2021 Japanese knotweed Project & project partner staff 04/10/2021 - foliar spray

 

4. Results

4.1 Invasive species abundance

Monitoring was undertaken at the site in 2018, 2019 and 2020 prior to control activities taking place – in all of these years Japanese knotweed was recorded as ‘dominant’.  Following initial treatment in 2020 the overall abundance of Japanese knotweed decreased from ‘dominant’ to ‘rare’ in 2021.

The abundance of invasive species was measured using the DAFOR scale*.  The recorded abundances are shown in Table 2 below. 

The few plants that remained in 2021 were severely stunted suggesting that the rhizome had been sufficiently weakened so as to prevent meaningful regrowth.  These stunted plants were resprayed to ensure that the remaining rhizome does not have time to recover.

This abundance change was also observed by change on the ground (see Figures 1a and 1b).

Table 2 - Annual Japanese knotweed abundance from surveys (2018 – 2021) at Kellas Estate

Kellas Estate control year 2018 2019 2020 2021
Abundance (DAFOR*) D D D R

* - DAFOR Scale of abundance – D = Dominant (50 – 100% cover), A = Abundant (30 – 50% cover), F = Frequent (15 – 30% cover), O = Occasional (5 – 15 % cover), R = Rare (<5% cover)

Kellas before Kellas after

Figure 1 and 2, Kellas Japanese Knotweed site, before and after.

4.2 Chemical usage
In both years of treatment glyphosate (Roundup ProVantage 480mg/l) was applied by backpack sprayer as a foliar spray at a concentration of 20ml per litre.  The volume of glyphosate used per year is shown in Table 3 (below).

Table 3 – Volume of glyphosate used to control Japanese knotweed (2020 and 2021) at Kellas Estate

Kellas Estate control year 2020 2021
Glyphosate used (L) 1.6 0.1

 

4.3 People effort
Control work was undertaken by staff from the project and the Findhorn, Nairn and Lossie Rivers Trust in 2020 and 2021.  Table 4 (below) shows the effort in terms of hours of control work spent on the site. 

Table 4 – People hours used to control Japanese knotweed (2020 and 2021) at Kellas Estate

Kellas Estate control year 2020 2021
Control hours 6.5 0.25

 

5. Conclusions and Progress Made

Work to control Japanese knotweed at Kellas Estate since 2020 has significantly reduced both the abundance of the plant at the site and the time and chemical volume required to maintain control in 2021. 

This is demonstrated by the change in abundance of the plant (see Figures 1a and 1b) – which show the large reduction of Japanese knotweed present following the initial treatment in 2020 – and in the DAFOR scores at the site (see Table 2) which recorded abundance reduced from ‘dominant’ in 2018, 2019 and 2020 to ‘rare’ in 2021 after control. 

Progress is also shown in terms of both the hours of work required to treat Japanese knotweed at the site and the chemical volume used in these treatment (see Tables 3 and 4).  Hours required to control, and the chemical volume used to deliver this control, reduced by 96% and 94% between 2020 and 2021 respectively.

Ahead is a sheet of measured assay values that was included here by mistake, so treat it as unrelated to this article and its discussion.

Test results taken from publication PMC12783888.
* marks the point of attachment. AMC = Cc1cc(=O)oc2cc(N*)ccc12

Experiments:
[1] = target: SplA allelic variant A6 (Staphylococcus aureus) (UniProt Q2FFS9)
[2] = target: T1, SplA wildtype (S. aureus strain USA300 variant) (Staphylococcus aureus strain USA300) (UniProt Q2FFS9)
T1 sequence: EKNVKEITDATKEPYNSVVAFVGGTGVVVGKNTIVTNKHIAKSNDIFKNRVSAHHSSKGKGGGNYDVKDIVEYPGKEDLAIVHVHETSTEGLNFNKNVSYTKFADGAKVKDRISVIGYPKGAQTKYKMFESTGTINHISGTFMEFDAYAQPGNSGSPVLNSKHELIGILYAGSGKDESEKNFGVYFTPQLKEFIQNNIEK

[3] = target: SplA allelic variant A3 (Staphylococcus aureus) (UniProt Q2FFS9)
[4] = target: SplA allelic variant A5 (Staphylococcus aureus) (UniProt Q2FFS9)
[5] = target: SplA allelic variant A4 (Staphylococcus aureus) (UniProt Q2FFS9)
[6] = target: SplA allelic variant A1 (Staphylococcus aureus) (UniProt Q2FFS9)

Observed regrowth has taken the form of a few stunted and weakened plants which would require several growing seasons to fully recover and start to recolonise the site again.  However, these plants can be subject to ongoing annual control to continue to suppress regrowth and ultimately eradicate the plant from the site.

Re-colonisation by native flora was limited in 2021 due to the nature of the complete control delivered in 2020.  As the site was more selectively treated in 2021 – with Japanese knotweed foliage being spot treated in 2021 - we would expect to see a significant native plant species regrowth in 2022.

In part this particular stand was chosen as a location to demonstrate the effectiveness of foliar spraying glyphosate on Japanese knotweed to local estate workers and contractors, who were more accustomed to different chemical and control methods. The emerging results provide confidence that this approach is effective in Japanese knotweed control and should be replicated.

 

6. Next Steps

hilst the density and abundance of Japanese knotweed plants at the Kellas Estates site has decreased substantially, some weakened plants remain which left untreated would gradually re-infest the site.  Therefore, control and monitoring at the site should be continued until eradication is achieved and confirmed.

In 2022 the site will be visited, assessed and, if required, treated by Scottish Invasive Species Initiative staff.  
Alongside this control discussions will be initiated with Kellas Estate to seek to transfer future management responsibility for the site to them now that the problem has been so markedly reduced and is more locally manageable. 

The eradication of Japanese knotweed from this site is an achievable objective within the next 2-3 years.  This will also support the control of Japanese knotweed lower in the catchment as this source population will have been removed.

Further information

Contact: [email protected] 
Website: www.invasivespecies.scot 

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Feb